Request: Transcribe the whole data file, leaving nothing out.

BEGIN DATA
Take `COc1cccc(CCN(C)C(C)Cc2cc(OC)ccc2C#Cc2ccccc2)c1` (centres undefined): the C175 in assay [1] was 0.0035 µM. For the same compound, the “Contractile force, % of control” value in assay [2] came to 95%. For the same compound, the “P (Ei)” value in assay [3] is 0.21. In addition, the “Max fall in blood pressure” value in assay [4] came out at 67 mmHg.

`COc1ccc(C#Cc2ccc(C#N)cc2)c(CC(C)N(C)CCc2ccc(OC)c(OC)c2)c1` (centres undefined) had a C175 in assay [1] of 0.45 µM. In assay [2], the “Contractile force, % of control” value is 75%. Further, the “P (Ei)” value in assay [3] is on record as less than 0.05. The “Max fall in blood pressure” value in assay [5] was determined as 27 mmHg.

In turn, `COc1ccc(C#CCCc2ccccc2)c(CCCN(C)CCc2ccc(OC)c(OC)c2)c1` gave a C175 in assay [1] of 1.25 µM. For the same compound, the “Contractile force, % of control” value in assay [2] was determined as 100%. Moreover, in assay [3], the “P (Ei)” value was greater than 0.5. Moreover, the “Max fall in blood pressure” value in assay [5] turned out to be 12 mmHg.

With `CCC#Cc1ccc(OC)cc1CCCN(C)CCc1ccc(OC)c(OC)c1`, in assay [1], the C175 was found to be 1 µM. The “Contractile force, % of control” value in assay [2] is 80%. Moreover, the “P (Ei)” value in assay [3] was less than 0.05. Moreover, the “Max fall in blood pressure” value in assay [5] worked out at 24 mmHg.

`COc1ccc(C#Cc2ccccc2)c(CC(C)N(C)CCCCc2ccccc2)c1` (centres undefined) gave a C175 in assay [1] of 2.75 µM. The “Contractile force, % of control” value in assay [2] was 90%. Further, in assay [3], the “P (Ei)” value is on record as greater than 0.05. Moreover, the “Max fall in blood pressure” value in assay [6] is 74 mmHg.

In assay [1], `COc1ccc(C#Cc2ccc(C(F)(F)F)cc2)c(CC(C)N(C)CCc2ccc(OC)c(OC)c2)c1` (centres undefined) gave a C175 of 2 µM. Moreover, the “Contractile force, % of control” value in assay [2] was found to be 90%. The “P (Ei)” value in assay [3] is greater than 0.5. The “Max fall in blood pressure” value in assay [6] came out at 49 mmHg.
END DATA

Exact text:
Take `COc1cccc(CCN(C)C(C)Cc2cc(OC)ccc2C#Cc2ccccc2)c1` (centres undefined): the C175 in assay [1] was 0.0035 µM. For the same compound, the “Contractile force, % of control” value in assay [2] came to 95%. For the same compound, the “P (Ei)” value in assay [3] is 0.21. In addition, the “Max fall in blood pressure” value in assay [4] came out at 67 mmHg.

`COc1ccc(C#Cc2ccc(C#N)cc2)c(CC(C)N(C)CCc2ccc(OC)c(OC)c2)c1` (centres undefined) had a C175 in assay [1] of 0.45 µM. In assay [2], the “Contractile force, % of control” value is 75%. Further, the “P (Ei)” value in assay [3] is on record as less than 0.05. The “Max fall in blood pressure” value in assay [5] was determined as 27 mmHg.

In turn, `COc1ccc(C#CCCc2ccccc2)c(CCCN(C)CCc2ccc(OC)c(OC)c2)c1` gave a C175 in assay [1] of 1.25 µM. For the same compound, the “Contractile force, % of control” value in assay [2] was determined as 100%. Moreover, in assay [3], the “P (Ei)” value was greater than 0.5. Moreover, the “Max fall in blood pressure” value in assay [5] turned out to be 12 mmHg.

With `CCC#Cc1ccc(OC)cc1CCCN(C)CCc1ccc(OC)c(OC)c1`, in assay [1], the C175 was found to be 1 µM. The “Contractile force, % of control” value in assay [2] is 80%. Moreover, the “P (Ei)” value in assay [3] was less than 0.05. Moreover, the “Max fall in blood pressure” value in assay [5] worked out at 24 mmHg.

`COc1ccc(C#Cc2ccccc2)c(CC(C)N(C)CCCCc2ccccc2)c1` (centres undefined) gave a C175 in assay [1] of 2.75 µM. The “Contractile force, % of control” value in assay [2] was 90%. Further, in assay [3], the “P (Ei)” value is on record as greater than 0.05. Moreover, the “Max fall in blood pressure” value in assay [6] is 74 mmHg.

In assay [1], `COc1ccc(C#Cc2ccc(C(F)(F)F)cc2)c(CC(C)N(C)CCc2ccc(OC)c(OC)c2)c1` (centres undefined) gave a C175 of 2 µM. Moreover, the “Contractile force, % of control” value in assay [2] was found to be 90%. The “P (Ei)” value in assay [3] is greater than 0.5. The “Max fall in blood pressure” value in assay [6] came out at 49 mmHg.